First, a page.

•  “The Relevance of the Interests of the Non-Signatories In Arbitration: Taking a Closer Look at the Elephant in the RoomPENNSYLVANIA STATE LAW REVIEW 113 (Summer 2009) pp.1165-1187. The paper examines the role and interests of non- signatories and for the first time attempts to lay down the theoretical premises of their participation in the arbitration process
  •  “The Negative Effect of Compétence-Compétence: the Verdict has to be Negative”, AUSTRIAN ARBITRATION REVIEW (2009), pp.237-258. The paper explores issues relating to the conflict of jurisdiction between national courts and international arbitral tribunals. It critically assesses the overgrowing principle of Compétence-Compétence in arbitration, arguing that it has now developed to a legal paradox, threatening to undermine the delicate jurisdictional balance between national courts and arbitral tribunals. Has been cited extensively with approval. The article was included as part of QMUL’s 2014 REF submission.
  •  “Enforcement of Foreign Arbitral Awards: Observations on the Efficiency of the Current System and the Gradual Development of Alternative Means of Enforcement”, 19 (3-4) AMERICAN REVIEW OF INTERNATIONAL ARBITRATION (2008), pp.415-446. The paper, published in a major journal of arbitration theory, provides a qualitative analysis of the findings of empirical survey conducted by the School of International Arbitration on the Enforcement of foreign arbitral awards. The paper puts forward the radical suggestion that the current legal system of enforcement of arbitral awards is waning, while commercial practice gradually develops a more effective and private means of enforcement
  •  “The Notion of Superiority of Arbitration Agreements over Jurisdiction Agreements: Time to Abandon It”, 24(4), Journal of International Arbitration, (2007) pp.341–363. The paper, included in the QMUL RAE 2008, undertakes a comparative analysis between jurisdiction and arbitration agreements. It shows that arbitration agreements are unwarrantedly afforded a preferential treatment over jurisdiction agreements, which, as the paper argues, threatens to overthrow the principle of procedural party autonomy. Cited in various sources, most notably in the leading treating of Gary Born, International Commercial Arbitration. The article was included as part of QMUL’s 2008 REF submission.
  •  “The Effect of an Arbitral Award and Third Parties in International Arbitration: Res Judicata Revisited” 16(1), American Review of International Arbitration, (2006) pp.177-209. This is one of the first comprehensive studies of the binding effect of international arbitral awards. It was included in the QMUL RAE 2008, and it has already been established as one of the main references on the topic, and is cited in several research works and reports, most notably in the Final Report of the International Law Association on “Res Judicata of Arbitral Awards”; also cited with approval by the US Court of Southern District of New York in the American Express Bank v Banco Espanol De Credito (2009); several times in the leading textbook Born, International Commercial Arbitration. The article was included as part of QMUL’s 2008 REF submission.

Chapters in Edited Collections of Essays and Books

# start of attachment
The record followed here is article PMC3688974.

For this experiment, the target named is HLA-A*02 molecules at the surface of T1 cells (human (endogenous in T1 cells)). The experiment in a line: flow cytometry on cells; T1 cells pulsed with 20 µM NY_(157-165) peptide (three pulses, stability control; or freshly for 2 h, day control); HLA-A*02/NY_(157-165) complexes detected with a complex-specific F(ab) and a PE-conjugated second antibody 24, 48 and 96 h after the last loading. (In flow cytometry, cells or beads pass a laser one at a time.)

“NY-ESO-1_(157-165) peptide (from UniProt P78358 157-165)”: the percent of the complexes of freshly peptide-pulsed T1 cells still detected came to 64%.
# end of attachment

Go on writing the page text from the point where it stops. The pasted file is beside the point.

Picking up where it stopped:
• Transnational Public Policy in International Arbitration”, in Thomas Schultz and Federico Ortino (eds) Oxford Handbook of International Arbitration (2020) pp.120-149. The Chapter examines the legal function of transnational public policy. It challenges the predominant view in scholarship and in arbitral case law that transnational public policy is a fluid concept that accords arbitrators wide discretion to decide on the basis of non-legal standards such as “morals,” “values” or “principles of universal justice”. By contrast, it is suggested, transnational public policy is a legal doctrine which cannot include anything other than legal norms, in the form of either legal rules or legal principles. Dry run assessments for the 2021 REF rated this output as 4*.
  • Third Party Funding in Investment Arbitration” in Chaisse, Choukroune & Jusoh (eds) Handbook of International Investment Law and Policy (Springer 2020). Modern forms of Third-party funding or Third-party financing (TPF) are no longer new to international arbitration. Recent years have seen significant increases in the number of funders, the number of funded cases, the number of law fi rms working with funders, and the number of reported cases involving issues relating to funding. As a result, third-party funding has increasingly drawn the attention of commentators and scholars, and even more recently of arbitral institutions, national regulatory authorities, and State trade negotiators. The chapter offers an overview of the existing state of regulation of Third-Party.
  • “On Arbitrability: Persisting Misconceptions and New Areas of Concern” essay in the edited collection, Arbitrability: International and Comparative Perspectives, (Kluwer 2009) pp.19-45. This is a scholar study on the material scope of arbitration, focusing on the rationale behind “inarbitrability” and the role of public policy in particular. The paper has received very positive reviews and has been a basic reference paper on the subject
  • “Law Applicable to Arbitrability: Revisiting the Revisited lex fori, essay in the edited collection, Arbitrability: International and Comparative Perspectives, (Kluwer 2009) pp.101-121. The aim of the paper is to revisit the scope of the application of lex fori to arbitrability, under new theories in arbitration. It has been cited in various sources, and it has attracted the interest of the organisers of the Verona Conference that asked for the paper to be presented there

Supervision

Current PhD students

  • Shen Enhui researching on “Investment Disputes Resolution Reform and China’s Legal Development in a Changing International Climate”
  • Lilit Nagapetyan researching on “Bribery and Corruption in International Arbitration”
  • Michaela Halpern researching on “Arbitration and Disputes in Standard-Essential Patents”

Public Engagement